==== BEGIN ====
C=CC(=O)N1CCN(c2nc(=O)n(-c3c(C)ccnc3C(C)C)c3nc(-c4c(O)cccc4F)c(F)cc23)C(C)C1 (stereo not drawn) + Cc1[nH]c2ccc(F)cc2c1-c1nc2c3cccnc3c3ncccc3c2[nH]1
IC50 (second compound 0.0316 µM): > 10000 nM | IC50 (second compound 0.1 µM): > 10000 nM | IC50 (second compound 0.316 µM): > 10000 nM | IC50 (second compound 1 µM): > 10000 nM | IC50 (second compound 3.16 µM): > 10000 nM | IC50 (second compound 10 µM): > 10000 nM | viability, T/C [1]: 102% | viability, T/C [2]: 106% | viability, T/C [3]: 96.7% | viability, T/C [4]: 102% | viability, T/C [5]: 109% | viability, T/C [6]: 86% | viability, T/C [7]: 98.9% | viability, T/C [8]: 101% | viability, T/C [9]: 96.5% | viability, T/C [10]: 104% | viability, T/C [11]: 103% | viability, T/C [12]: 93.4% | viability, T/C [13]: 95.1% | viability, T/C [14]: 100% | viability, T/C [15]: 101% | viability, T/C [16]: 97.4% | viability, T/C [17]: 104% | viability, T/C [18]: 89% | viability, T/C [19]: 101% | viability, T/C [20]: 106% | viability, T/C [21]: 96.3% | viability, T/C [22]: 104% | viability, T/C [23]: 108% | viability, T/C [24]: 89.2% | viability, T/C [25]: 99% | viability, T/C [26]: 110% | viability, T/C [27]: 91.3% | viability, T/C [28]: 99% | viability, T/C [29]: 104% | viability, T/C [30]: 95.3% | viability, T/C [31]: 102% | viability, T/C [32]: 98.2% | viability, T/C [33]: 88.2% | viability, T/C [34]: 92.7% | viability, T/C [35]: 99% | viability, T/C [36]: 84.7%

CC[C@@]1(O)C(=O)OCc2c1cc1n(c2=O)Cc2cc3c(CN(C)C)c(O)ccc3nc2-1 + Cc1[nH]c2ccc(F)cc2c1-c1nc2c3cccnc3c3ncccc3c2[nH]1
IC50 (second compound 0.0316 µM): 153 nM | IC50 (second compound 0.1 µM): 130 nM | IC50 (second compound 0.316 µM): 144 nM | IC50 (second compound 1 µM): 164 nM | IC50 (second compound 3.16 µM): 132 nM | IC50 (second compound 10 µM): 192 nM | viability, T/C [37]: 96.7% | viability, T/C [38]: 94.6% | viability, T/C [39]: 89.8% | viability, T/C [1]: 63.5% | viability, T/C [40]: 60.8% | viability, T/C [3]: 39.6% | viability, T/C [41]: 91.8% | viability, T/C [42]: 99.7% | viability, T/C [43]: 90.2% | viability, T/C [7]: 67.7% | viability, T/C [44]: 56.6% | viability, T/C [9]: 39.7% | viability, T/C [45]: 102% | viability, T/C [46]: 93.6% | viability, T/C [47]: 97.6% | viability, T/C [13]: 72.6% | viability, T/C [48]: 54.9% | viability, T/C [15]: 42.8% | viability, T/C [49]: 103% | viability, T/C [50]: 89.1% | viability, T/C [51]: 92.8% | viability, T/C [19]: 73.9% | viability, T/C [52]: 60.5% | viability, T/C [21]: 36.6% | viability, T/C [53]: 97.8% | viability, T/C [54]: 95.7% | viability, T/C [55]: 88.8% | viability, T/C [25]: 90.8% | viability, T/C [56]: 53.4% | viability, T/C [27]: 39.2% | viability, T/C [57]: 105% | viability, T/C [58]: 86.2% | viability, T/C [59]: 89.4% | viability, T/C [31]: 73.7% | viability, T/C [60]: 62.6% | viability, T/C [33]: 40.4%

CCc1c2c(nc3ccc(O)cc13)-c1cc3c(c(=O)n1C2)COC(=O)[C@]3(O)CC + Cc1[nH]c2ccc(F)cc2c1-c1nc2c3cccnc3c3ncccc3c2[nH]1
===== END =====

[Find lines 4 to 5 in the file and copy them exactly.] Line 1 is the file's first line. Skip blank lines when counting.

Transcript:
IC50 (second compound 0.0316 µM): 153 nM | IC50 (second compound 0.1 µM): 130 nM | IC50 (second compound 0.316 µM): 144 nM | IC50 (second compound 1 µM): 164 nM | IC50 (second compound 3.16 µM): 132 nM | IC50 (second compound 10 µM): 192 nM | viability, T/C [37]: 96.7% | viability, T/C [38]: 94.6% | viability, T/C [39]: 89.8% | viability, T/C [1]: 63.5% | viability, T/C [40]: 60.8% | viability, T/C [3]: 39.6% | viability, T/C [41]: 91.8% | viability, T/C [42]: 99.7% | viability, T/C [43]: 90.2% | viability, T/C [7]: 67.7% | viability, T/C [44]: 56.6% | viability, T/C [9]: 39.7% | viability, T/C [45]: 102% | viability, T/C [46]: 93.6% | viability, T/C [47]: 97.6% | viability, T/C [13]: 72.6% | viability, T/C [48]: 54.9% | viability, T/C [15]: 42.8% | viability, T/C [49]: 103% | viability, T/C [50]: 89.1% | viability, T/C [51]: 92.8% | viability, T/C [19]: 73.9% | viability, T/C [52]: 60.5% | viability, T/C [21]: 36.6% | viability, T/C [53]: 97.8% | viability, T/C [54]: 95.7% | viability, T/C [55]: 88.8% | viability, T/C [25]: 90.8% | viability, T/C [56]: 53.4% | viability, T/C [27]: 39.2% | viability, T/C [57]: 105% | viability, T/C [58]: 86.2% | viability, T/C [59]: 89.4% | viability, T/C [31]: 73.7% | viability, T/C [60]: 62.6% | viability, T/C [33]: 40.4%

CCc1c2c(nc3ccc(O)cc13)-c1cc3c(c(=O)n1C2)COC(=O)[C@]3(O)CC + Cc1[nH]c2ccc(F)cc2c1-c1nc2c3cccnc3c3ncccc3c2[nH]1